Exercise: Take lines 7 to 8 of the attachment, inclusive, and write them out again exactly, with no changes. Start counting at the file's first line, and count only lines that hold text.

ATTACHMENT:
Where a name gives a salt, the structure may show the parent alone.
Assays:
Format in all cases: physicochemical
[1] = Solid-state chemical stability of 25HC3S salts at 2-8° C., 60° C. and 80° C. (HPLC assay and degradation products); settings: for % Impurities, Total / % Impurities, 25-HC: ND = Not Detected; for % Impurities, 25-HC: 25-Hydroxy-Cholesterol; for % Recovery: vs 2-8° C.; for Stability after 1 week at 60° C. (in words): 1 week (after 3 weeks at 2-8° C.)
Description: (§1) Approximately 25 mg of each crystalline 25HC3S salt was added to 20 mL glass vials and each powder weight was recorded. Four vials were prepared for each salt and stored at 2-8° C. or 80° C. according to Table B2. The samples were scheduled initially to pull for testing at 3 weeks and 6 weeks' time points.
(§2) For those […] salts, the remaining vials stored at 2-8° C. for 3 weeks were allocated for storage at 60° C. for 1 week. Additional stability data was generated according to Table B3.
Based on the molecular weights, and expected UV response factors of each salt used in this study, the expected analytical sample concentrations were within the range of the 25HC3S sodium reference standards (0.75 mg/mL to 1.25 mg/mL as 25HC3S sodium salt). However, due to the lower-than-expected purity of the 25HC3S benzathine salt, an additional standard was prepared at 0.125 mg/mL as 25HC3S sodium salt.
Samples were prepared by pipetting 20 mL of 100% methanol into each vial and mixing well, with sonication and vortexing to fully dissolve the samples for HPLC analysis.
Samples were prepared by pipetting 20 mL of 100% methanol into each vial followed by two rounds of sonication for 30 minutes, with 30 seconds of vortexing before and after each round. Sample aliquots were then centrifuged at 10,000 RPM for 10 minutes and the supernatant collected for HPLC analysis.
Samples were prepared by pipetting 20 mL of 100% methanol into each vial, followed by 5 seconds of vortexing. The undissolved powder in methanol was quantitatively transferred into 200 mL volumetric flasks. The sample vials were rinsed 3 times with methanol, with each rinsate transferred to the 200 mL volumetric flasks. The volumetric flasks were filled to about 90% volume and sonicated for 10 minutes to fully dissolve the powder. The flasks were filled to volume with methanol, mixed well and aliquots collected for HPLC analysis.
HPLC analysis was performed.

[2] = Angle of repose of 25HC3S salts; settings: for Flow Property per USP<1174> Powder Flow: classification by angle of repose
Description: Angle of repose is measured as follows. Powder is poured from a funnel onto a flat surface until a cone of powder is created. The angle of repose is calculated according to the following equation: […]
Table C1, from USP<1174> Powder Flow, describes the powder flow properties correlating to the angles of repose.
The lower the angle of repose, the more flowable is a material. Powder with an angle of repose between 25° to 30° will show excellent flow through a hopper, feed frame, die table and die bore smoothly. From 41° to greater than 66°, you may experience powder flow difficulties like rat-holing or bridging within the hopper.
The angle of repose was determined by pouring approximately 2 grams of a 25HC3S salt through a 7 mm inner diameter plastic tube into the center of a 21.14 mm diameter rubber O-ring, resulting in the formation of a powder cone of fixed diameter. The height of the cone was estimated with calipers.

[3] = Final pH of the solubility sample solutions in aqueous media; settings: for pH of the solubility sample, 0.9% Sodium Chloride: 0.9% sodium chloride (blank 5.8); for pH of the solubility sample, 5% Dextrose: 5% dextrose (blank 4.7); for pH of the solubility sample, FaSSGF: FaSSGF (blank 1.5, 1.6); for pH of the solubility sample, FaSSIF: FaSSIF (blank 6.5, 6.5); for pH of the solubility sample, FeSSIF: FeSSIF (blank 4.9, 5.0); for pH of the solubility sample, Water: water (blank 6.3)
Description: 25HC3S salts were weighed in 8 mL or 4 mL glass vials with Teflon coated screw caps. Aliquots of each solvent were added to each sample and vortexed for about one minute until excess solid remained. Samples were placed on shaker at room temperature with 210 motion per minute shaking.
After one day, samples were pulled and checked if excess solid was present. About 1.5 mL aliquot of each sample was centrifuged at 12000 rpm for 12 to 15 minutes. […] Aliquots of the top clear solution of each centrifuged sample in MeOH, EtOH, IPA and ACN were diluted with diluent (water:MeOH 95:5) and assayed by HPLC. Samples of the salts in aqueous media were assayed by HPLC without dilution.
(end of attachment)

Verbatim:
Based on the molecular weights, and expected UV response factors of each salt used in this study, the expected analytical sample concentrations were within the range of the 25HC3S sodium reference standards (0.75 mg/mL to 1.25 mg/mL as 25HC3S sodium salt). However, due to the lower-than-expected purity of the 25HC3S benzathine salt, an additional standard was prepared at 0.125 mg/mL as 25HC3S sodium salt.
Samples were prepared by pipetting 20 mL of 100% methanol into each vial and mixing well, with sonication and vortexing to fully dissolve the samples for HPLC analysis.